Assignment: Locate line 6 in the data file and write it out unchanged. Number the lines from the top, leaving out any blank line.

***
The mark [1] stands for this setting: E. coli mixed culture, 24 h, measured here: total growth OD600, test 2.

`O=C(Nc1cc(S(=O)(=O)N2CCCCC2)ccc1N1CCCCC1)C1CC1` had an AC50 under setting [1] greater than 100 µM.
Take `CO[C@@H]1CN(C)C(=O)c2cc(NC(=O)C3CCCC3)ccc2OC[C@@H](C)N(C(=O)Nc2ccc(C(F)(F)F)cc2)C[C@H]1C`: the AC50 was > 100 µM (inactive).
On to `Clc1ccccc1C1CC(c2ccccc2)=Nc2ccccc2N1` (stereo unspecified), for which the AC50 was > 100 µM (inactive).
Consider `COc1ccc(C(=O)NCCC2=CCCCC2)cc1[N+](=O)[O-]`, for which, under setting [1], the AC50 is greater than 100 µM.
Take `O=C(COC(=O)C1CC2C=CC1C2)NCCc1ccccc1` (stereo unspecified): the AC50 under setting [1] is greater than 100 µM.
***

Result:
Take `O=C(COC(=O)C1CC2C=CC1C2)NCCc1ccccc1` (stereo unspecified): the AC50 under setting [1] is greater than 100 µM.